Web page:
We live in a society where “cancel culture” lives and breathes through social media. I personally thought that some cancel culture was going to be left behind in 2020, but I was taken by surprise when Vogue magazine got caught in the heated crossfire.
On Jan. 10, 2021, Vice President Kamala Harris landed on the February cover of Vogue magazine, a chance that I could only dream of achieving. However, the February issue has not only sparked controversy among Americans, but between Harris’s team and Vogue. The cover in question shows Harris relaxed, wearing Converse sneakers and standing in front of hot pink drapes — the color of her sorority, Alpha Kappa Alpha, at Howard University.
I don’t know about the vice president, but if I had just won the office of the second most powerful person in the world, pink would not be the color I would stand in front of. If we look at magazine covers of past vice presidents, we do not see men standing in front of pink drapes or any color from their fraternities. If we do not expect a man to do it, then why should we expect a woman to do it?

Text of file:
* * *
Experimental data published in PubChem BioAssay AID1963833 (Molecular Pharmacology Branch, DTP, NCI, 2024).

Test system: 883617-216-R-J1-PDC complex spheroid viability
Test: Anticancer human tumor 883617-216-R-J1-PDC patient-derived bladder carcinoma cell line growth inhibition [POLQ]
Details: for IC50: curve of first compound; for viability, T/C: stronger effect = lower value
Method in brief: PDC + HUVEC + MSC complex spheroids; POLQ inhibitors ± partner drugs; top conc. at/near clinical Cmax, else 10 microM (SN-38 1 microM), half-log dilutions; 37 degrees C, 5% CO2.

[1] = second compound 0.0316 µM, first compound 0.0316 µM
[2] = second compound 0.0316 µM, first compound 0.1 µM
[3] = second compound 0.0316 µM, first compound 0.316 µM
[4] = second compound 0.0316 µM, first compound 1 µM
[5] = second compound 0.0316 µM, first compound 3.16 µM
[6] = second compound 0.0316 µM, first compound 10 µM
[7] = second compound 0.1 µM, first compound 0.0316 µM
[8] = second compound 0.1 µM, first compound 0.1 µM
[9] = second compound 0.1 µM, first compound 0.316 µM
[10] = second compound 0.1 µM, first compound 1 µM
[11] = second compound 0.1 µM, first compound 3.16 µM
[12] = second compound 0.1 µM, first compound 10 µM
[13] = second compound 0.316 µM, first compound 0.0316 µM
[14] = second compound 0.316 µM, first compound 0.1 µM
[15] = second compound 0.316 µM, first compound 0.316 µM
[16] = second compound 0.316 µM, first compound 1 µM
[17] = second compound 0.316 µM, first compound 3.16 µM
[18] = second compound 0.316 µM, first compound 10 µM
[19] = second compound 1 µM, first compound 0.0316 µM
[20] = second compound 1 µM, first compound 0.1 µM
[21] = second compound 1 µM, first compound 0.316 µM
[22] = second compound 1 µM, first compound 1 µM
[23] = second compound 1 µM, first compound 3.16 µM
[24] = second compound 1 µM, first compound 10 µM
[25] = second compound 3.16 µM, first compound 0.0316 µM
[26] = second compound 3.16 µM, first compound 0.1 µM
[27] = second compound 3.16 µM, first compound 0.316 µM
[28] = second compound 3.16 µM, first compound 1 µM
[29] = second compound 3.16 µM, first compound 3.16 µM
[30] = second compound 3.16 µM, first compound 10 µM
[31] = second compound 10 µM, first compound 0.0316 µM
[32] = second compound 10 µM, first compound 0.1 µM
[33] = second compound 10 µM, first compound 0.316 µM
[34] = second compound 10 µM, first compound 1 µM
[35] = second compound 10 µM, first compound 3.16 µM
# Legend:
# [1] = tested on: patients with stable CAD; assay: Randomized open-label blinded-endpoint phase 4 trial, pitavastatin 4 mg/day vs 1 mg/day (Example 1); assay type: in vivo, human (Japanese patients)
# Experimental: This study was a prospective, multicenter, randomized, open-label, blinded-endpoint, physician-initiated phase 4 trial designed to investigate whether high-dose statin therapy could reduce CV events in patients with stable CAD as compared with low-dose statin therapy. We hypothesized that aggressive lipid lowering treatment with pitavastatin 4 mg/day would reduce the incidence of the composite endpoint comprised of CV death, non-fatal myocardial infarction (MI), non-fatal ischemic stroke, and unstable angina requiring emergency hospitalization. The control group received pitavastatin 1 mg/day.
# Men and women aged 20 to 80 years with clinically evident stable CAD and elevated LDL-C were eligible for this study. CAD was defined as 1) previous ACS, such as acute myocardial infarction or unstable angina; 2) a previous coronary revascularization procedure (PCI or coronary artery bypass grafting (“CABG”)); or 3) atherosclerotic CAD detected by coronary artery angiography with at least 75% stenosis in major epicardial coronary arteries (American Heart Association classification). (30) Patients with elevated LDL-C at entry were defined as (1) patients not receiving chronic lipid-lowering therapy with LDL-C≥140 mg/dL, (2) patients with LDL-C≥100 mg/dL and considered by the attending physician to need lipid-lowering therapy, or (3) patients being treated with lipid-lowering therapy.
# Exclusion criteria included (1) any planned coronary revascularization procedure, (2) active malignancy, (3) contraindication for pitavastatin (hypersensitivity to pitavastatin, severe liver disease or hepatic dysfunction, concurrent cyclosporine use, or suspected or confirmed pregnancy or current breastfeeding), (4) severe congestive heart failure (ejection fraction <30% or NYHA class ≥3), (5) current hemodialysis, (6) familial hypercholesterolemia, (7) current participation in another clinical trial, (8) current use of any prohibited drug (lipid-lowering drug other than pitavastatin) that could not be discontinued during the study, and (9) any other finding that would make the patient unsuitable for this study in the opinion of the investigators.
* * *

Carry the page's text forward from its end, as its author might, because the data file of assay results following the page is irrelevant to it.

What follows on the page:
The first thing I thought about when I saw the magazine cover was America’s global appearance. If I am living in another country and I see this magazine at my newsstand, I am not going to automatically know that the drapes are for Harris’s sorority, or that she wore Converse sneakers during campaigning. I am going to think she looks like a teenage girl.
America’s reputation already took a hard hit in the 2020 election, and now we are showcasing our vice president as a woman who cannot be taken seriously. Harris’s team also believes this and was under the impression that Vogue was going to use the second cover of Harris, which shows the vice president posing in a powder blue suit against a gold background — very vice presidential.
As a woman who looks up to Harris, I want to see her thrive and build a better America for women. I do not want to see this powerful woman treated differently than past vice presidents because of her gender. I want her to break down sexist barriers that are way past overdue to come down.
Whether you voted for Biden-Harris or not, we all know every candidate fights hard to the bitter end. After winning a hard-fought race, the candidate should be shown to the world as someone who is not done yet and is ready to build a new America, which was not seen in Harris’s Vogue cover.